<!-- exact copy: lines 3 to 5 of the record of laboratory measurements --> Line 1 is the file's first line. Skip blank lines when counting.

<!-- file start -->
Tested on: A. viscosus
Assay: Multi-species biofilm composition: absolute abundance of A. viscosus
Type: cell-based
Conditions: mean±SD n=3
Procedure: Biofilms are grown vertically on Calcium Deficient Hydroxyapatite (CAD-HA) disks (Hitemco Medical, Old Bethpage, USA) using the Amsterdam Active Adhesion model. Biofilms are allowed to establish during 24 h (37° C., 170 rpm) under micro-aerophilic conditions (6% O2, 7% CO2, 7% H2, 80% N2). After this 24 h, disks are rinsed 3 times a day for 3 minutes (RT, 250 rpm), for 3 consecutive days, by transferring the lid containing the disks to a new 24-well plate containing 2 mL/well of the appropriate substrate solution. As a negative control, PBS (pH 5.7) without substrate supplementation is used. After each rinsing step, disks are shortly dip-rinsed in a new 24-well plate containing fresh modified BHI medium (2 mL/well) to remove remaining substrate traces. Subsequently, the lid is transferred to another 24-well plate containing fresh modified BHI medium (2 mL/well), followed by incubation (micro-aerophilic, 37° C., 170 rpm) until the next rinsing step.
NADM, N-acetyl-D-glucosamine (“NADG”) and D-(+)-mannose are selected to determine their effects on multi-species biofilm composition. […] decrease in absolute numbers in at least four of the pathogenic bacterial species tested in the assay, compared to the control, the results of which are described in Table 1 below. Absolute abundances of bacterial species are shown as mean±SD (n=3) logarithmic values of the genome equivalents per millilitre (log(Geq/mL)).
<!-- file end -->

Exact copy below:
Type: cell-based
Conditions: mean±SD n=3
Procedure: Biofilms are grown vertically on Calcium Deficient Hydroxyapatite (CAD-HA) disks (Hitemco Medical, Old Bethpage, USA) using the Amsterdam Active Adhesion model. Biofilms are allowed to establish during 24 h (37° C., 170 rpm) under micro-aerophilic conditions (6% O2, 7% CO2, 7% H2, 80% N2). After this 24 h, disks are rinsed 3 times a day for 3 minutes (RT, 250 rpm), for 3 consecutive days, by transferring the lid containing the disks to a new 24-well plate containing 2 mL/well of the appropriate substrate solution. As a negative control, PBS (pH 5.7) without substrate supplementation is used. After each rinsing step, disks are shortly dip-rinsed in a new 24-well plate containing fresh modified BHI medium (2 mL/well) to remove remaining substrate traces. Subsequently, the lid is transferred to another 24-well plate containing fresh modified BHI medium (2 mL/well), followed by incubation (micro-aerophilic, 37° C., 170 rpm) until the next rinsing step.